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Documents filtered by: Recipient="Hancock, John" AND Period="Revolutionary War" AND Period="Revolutionary War"
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My Aide de Camp Col. Laurens is charged with a commission of the most critical importance from Congress to the Court of Versailles. The Alliance Frigate is ordered to convey him to France, but from the exhausted state of our continental resources in every department, delays which would be fatal to the objects of his mission are to be apprehended unless the influence of yr Exy or the assistance...
The difficulty, if not impossibility, of giving Congress a just Idea of our situation and of several other important matters requiring their earliest attention by Letter, has induced me to prevail on Major General Greene to wait upon them for that purpose. This Gentleman is so much in my confidence—so intimately acquainted with my ideas—with our strength, and our weaknesses—with everything...
The Enemy advanced Yesterday with a seeming intention of attacking us upon our post near Newport. We waited for them the whole day, but they halted in the Evening at a place called Mill Town about two Miles from us. Upon reconnoitering their Situation, it appeared probable that they only meant to amuse us in front, while their real intent was to march by our Right and by suddenly passing the...
I arrived here this Afternoon with the Army after a very fatiguing March owing to the Roads which have become extremely deep and miry from the late Rains. I intend to proceed in the Morning towards the North River, if the Weather permits; At present it is cloudy and heavy and there is an Appearance of more Rain. By the Express, who will deliver this, I just now received a Letter from Genl...
I beg leave to inform you that since I had the pleasure of addressing you Yesterday Nothing Interesting between the Two Armies has happened. Things remain nearly in the situation they then were. It is with peculiar regret and concern that I have an Opportunity of mentioning to Congress the Sickly condition of our Troops. In some Regiments there are not any of the Field Officers capable of...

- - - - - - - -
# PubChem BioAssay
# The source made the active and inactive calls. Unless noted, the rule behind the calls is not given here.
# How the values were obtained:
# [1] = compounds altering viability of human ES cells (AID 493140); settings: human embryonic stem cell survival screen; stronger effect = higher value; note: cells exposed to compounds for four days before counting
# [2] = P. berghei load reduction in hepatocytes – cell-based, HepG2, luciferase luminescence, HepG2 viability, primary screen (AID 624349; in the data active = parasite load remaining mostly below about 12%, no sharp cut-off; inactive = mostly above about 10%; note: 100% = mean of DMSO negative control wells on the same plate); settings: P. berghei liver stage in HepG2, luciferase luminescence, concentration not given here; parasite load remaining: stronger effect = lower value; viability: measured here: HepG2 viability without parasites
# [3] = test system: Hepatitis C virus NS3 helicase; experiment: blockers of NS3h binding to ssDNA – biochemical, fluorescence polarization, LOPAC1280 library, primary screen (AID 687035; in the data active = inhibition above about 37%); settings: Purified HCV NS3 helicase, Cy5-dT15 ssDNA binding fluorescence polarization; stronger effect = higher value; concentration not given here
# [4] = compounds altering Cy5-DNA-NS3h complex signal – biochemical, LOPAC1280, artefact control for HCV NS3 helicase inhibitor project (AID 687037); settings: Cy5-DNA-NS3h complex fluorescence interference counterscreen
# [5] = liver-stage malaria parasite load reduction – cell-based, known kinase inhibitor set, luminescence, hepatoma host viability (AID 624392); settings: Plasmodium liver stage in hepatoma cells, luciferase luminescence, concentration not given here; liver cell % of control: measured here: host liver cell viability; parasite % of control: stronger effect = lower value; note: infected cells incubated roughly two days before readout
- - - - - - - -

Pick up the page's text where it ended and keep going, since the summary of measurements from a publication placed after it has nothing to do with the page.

Your favour of the 16th with several resolutions of Congress, therein Inclosed, I had not the honor to receive till last Night. before the receipt, I did not think myself at liberty to wait on Congress, altho I wish’d to do it; and therefore, the more readily consented to General Gates’s attendance; as I knew there were many matters which cd be better explaind in a personal Interview than in...
I have been honored with your two favours of yesterday and their inclosures; to which due attention shall be paid. The enemy seem now to be straining every nerve to accomplish their purpose; but I trust, whatever present success they may have, they will ere long experience a reverse of fortune. If they have four thousand men in the Jersies, it is probable, they have something more serious in...
This will be handed you by Colo. Campbell from the Northern Army, whom the Inclosed Letter and proceedings of a Genl Court Martial will shew to have been in arrest and tried for Sundry matters charged against him. As the Court Martial was by Order of the Commander in that department—the Facts committed there—the Trial there, I am much at a loss to know Why the proceedings were referred to me...
If Congress have not yet left Philadelphia, they ought to do it immediately without fail, for the enemy have the means of throwing a party this night into the city. I just now crossed the valleyford, in doing which a party of the enemy came down & fired upon us in the boat by which means I lost my horse. One man was killed and another wounded. The boats were abandon’d & will fall into their...
I this day receiv’d a Letter from the Count Rochambeau, a copy of which is inclos’d, respecting the Militia from the State of Massachusetts, that were some time since requested for the Rhode Island Department; as they have not arrived agreeable to my expectations, I have to request your Excellency to forward them with the utmost dispatch, as it is of the greatest importance that that post is...